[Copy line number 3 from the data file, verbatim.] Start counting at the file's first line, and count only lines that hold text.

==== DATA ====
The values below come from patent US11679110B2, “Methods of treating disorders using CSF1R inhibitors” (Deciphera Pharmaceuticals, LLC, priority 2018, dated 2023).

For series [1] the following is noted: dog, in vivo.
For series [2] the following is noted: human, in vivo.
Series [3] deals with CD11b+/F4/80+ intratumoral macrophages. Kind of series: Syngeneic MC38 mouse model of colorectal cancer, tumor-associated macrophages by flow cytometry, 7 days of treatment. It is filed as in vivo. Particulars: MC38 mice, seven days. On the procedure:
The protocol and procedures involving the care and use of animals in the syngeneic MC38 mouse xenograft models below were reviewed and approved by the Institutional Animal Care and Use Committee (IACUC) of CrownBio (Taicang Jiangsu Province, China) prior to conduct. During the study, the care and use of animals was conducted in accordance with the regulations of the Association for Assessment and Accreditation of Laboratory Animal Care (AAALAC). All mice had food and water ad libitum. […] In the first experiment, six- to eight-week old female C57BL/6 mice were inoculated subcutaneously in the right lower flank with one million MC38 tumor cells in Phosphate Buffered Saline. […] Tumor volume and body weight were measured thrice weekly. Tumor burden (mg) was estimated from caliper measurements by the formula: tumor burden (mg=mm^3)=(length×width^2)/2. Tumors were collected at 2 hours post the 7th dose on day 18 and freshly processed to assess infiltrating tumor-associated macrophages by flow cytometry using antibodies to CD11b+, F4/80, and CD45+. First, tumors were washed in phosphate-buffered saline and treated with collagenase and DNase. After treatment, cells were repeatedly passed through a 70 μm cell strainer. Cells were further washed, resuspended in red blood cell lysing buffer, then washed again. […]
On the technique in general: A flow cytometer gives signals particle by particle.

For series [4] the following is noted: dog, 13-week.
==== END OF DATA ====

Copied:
For series [2] the following is noted: human, in vivo.